Food for thought: Parent-child face-to-face communication and mobile phone use in eateries

Nelly Elias, Dafna Lemish, Galit Rovner-Lev

Research output: Contribution to journalArticlepeer-review

9 Scopus citations

Abstract

It has become increasingly common for parents and children to engage in individual digital activities which disconnect them from each other while remaining in each other’s presence. Accordingly, this paper examines how parent-child face-to-face communication is associated with mobile phone use during a family meal in eateries. The study included unobtrusive observations of 58 families with children approximately three to six years of age in various eateries. We identified four parent-child face-to-face interaction patterns that occurred when a parent and/or a child used a mobile phone: (1) Communication discouragement during parents’ phone use; (2) Communication discouragement during children’s phone use; (3) Communication facilitation via family photos; and (4) Communication facilitation via a shared phone use. Mobile phone use during family mealtimes in public is thus another example of both the positive and the negative outcomes of media use in family communication.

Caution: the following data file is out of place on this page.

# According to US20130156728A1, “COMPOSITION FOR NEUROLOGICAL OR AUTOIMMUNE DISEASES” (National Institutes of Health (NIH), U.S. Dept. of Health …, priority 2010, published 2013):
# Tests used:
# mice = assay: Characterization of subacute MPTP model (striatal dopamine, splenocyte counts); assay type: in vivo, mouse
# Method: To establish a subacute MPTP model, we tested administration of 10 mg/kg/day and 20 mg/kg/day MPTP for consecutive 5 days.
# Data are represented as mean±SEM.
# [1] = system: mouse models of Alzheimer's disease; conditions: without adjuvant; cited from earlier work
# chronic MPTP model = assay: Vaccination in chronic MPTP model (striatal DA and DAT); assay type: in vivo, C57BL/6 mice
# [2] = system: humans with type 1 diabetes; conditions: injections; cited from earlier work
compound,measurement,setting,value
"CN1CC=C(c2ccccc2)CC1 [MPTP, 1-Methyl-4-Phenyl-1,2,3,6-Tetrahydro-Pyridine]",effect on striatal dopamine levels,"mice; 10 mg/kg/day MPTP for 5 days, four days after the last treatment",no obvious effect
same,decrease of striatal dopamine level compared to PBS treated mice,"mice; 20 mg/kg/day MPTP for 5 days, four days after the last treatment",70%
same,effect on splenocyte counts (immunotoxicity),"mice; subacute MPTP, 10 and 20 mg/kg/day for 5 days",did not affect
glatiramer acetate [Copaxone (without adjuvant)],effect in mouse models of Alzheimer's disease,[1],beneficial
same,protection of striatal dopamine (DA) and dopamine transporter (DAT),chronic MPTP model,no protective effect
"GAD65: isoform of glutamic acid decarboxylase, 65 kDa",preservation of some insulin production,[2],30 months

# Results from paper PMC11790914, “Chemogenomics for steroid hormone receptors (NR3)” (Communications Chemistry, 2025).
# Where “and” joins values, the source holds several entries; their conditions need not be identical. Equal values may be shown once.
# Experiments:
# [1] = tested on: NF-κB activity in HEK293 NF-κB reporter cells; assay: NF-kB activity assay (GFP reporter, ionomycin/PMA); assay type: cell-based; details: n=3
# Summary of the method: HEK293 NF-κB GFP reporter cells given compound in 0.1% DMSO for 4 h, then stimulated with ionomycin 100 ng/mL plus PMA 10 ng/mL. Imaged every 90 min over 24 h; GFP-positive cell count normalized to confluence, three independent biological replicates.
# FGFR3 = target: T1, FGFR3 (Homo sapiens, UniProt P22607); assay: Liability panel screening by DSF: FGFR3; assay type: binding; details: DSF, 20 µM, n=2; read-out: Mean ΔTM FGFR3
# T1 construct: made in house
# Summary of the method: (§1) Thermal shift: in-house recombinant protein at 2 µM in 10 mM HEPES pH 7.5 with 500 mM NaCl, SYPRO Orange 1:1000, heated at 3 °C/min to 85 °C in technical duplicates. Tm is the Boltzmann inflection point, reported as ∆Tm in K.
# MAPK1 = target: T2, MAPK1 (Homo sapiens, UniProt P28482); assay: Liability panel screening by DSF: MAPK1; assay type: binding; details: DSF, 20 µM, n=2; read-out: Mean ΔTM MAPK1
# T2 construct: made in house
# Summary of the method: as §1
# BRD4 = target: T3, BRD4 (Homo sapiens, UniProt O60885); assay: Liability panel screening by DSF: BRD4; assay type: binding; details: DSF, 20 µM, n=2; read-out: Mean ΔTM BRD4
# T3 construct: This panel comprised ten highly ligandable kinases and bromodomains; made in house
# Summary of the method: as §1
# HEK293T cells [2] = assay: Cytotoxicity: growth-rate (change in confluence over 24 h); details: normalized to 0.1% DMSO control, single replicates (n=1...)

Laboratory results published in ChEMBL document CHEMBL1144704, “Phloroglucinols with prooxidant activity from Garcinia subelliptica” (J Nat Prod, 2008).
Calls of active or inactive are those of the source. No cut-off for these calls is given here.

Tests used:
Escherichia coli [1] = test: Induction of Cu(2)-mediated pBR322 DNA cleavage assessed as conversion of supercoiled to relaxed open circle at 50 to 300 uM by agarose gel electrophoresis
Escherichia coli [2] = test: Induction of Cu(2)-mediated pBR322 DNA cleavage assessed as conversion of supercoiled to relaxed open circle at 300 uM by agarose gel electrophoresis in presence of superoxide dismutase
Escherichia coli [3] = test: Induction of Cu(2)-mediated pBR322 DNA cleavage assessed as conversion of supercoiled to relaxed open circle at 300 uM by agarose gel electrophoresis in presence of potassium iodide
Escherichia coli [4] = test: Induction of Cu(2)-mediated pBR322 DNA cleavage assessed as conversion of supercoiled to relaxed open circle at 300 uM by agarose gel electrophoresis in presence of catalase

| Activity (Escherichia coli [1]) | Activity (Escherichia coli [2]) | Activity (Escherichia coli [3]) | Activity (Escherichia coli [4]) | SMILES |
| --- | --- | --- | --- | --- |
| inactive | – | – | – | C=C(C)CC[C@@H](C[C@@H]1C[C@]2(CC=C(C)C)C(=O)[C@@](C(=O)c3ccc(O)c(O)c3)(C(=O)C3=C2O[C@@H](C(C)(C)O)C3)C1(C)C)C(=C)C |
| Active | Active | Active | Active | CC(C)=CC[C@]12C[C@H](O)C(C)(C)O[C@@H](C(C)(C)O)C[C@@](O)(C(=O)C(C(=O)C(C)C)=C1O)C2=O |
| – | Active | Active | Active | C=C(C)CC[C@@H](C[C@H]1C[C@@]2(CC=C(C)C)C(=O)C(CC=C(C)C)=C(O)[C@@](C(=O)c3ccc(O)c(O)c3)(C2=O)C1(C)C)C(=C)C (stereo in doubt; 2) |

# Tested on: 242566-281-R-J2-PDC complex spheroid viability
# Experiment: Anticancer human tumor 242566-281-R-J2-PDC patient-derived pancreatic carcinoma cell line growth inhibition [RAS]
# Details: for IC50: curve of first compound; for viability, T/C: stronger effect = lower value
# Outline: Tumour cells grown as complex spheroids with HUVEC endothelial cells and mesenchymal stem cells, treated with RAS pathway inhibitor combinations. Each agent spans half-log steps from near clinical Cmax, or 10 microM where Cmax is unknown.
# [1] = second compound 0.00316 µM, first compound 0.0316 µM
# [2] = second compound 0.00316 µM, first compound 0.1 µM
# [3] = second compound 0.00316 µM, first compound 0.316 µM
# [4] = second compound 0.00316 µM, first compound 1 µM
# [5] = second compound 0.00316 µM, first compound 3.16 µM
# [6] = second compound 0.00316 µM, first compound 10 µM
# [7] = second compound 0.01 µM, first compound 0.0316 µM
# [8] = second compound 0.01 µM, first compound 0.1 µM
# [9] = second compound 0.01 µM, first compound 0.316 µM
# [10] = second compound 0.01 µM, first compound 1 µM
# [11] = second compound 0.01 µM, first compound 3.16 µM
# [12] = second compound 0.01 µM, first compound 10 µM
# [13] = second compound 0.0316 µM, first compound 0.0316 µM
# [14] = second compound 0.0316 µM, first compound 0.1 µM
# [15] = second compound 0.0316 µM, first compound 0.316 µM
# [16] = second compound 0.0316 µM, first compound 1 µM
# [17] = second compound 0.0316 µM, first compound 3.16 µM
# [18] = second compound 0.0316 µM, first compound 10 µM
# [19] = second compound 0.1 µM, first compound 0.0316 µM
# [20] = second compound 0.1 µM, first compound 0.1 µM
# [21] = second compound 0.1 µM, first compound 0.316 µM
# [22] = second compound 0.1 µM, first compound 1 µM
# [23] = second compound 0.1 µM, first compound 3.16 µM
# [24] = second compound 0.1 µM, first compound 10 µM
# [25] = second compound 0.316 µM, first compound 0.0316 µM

Original languageEnglish
Pages (from-to)272-286
Number of pages15
JournalJournal of Family Communication
Volume21
Issue number4
DOIs
StatePublished - 29 Jul 2021

Keywords

  • Family meal
  • child-parent communication
  • mobile phone
  • observations
  • public place

ASJC Scopus subject areas

  • Social Psychology
  • Communication

Fingerprint

Dive into the research topics of 'Food for thought: Parent-child face-to-face communication and mobile phone use in eateries'. Together they form a unique fingerprint.

Cite this